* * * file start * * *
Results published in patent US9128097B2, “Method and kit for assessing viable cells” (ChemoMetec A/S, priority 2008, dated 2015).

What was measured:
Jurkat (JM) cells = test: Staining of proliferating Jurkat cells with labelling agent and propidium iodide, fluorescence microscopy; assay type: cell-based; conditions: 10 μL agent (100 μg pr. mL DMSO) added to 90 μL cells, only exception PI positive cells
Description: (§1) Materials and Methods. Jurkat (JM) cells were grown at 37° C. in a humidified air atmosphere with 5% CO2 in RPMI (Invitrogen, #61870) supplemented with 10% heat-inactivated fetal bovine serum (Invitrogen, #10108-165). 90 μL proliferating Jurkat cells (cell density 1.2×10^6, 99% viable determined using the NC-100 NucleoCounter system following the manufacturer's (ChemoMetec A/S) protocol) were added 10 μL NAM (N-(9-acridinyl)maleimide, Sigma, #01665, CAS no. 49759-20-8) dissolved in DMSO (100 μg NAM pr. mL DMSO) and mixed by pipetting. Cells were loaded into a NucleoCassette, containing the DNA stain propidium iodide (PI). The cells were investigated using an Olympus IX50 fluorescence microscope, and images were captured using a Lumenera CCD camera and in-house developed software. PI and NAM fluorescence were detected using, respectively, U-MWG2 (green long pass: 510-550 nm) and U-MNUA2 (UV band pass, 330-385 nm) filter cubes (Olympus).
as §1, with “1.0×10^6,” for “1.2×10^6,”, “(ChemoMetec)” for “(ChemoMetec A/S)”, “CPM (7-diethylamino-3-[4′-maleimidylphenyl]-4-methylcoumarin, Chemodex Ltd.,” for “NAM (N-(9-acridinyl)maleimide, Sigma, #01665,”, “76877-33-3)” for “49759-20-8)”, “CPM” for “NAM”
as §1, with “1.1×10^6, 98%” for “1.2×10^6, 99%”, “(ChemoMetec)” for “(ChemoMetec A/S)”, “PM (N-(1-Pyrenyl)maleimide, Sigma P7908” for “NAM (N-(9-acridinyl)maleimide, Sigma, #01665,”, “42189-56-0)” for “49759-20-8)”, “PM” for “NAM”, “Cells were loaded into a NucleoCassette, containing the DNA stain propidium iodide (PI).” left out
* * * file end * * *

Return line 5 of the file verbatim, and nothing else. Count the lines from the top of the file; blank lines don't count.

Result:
as §1, with “1.0×10^6,” for “1.2×10^6,”, “(ChemoMetec)” for “(ChemoMetec A/S)”, “CPM (7-diethylamino-3-[4′-maleimidylphenyl]-4-methylcoumarin, Chemodex Ltd.,” for “NAM (N-(9-acridinyl)maleimide, Sigma, #01665,”, “76877-33-3)” for “49759-20-8)”, “CPM” for “NAM”